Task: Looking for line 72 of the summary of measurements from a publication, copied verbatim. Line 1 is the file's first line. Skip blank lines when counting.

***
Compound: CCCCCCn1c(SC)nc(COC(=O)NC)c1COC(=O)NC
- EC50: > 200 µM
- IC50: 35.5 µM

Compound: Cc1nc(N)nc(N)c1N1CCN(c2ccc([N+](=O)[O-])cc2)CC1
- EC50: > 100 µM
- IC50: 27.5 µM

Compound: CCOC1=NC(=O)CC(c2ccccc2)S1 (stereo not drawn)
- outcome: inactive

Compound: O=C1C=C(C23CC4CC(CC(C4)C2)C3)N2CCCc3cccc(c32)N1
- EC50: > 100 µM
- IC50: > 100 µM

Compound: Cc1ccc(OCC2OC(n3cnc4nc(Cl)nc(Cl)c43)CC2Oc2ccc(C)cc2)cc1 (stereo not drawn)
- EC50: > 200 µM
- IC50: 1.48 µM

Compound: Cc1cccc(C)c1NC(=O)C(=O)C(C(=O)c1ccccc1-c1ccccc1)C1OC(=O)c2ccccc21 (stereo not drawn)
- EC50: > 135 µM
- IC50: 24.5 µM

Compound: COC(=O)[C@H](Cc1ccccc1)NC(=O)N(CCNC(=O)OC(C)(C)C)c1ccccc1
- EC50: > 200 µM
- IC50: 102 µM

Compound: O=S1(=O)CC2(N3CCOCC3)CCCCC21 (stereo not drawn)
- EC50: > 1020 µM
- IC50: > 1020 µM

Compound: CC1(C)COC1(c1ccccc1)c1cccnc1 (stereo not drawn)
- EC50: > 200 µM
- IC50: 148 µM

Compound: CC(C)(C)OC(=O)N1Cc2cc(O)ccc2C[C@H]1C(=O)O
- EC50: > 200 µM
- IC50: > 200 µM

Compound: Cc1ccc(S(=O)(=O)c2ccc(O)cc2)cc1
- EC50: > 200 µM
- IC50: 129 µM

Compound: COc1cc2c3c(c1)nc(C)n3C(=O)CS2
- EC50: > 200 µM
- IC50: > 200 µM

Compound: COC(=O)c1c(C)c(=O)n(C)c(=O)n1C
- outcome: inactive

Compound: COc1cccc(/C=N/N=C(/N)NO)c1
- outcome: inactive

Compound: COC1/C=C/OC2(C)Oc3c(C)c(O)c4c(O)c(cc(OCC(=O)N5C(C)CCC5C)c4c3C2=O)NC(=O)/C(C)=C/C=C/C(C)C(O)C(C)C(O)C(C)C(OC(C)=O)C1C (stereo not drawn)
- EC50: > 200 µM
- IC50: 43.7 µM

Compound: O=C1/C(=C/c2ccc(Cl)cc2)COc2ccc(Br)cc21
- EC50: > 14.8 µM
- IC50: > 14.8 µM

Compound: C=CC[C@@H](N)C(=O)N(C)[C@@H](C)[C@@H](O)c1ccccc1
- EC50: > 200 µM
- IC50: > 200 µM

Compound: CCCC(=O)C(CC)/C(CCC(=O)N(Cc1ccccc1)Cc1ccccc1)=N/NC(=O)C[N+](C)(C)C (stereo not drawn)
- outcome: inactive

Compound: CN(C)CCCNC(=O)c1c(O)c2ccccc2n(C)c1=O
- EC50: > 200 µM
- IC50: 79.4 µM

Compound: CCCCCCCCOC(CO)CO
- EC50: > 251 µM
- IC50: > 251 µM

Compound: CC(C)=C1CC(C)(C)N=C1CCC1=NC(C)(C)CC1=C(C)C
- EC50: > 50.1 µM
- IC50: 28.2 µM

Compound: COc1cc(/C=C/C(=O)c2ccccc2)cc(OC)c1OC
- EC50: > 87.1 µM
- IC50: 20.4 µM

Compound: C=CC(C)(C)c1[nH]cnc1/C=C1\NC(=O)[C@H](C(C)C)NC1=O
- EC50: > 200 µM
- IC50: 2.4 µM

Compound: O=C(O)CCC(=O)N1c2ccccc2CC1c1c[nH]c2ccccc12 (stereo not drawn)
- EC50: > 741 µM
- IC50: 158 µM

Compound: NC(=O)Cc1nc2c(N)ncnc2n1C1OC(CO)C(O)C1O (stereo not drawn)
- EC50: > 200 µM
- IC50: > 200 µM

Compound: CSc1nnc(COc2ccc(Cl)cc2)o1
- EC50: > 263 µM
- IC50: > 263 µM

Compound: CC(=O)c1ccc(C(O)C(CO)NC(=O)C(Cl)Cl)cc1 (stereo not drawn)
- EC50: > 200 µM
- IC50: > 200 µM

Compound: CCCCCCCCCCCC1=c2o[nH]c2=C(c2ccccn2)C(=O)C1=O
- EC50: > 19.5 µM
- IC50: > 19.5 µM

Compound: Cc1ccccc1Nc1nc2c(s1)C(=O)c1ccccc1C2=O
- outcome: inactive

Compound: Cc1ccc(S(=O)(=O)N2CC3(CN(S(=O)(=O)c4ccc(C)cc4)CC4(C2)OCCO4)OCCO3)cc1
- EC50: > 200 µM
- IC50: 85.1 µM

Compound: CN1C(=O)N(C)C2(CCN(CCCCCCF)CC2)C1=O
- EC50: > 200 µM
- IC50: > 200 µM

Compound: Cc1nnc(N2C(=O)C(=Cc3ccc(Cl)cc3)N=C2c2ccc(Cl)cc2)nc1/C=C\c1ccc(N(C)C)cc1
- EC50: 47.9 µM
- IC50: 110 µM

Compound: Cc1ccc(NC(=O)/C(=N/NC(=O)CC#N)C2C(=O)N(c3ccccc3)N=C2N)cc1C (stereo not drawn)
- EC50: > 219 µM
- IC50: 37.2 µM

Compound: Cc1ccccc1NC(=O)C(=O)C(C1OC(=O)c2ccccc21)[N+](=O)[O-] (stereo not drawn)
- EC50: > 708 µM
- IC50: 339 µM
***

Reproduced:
Compound: CSc1nnc(COc2ccc(Cl)cc2)o1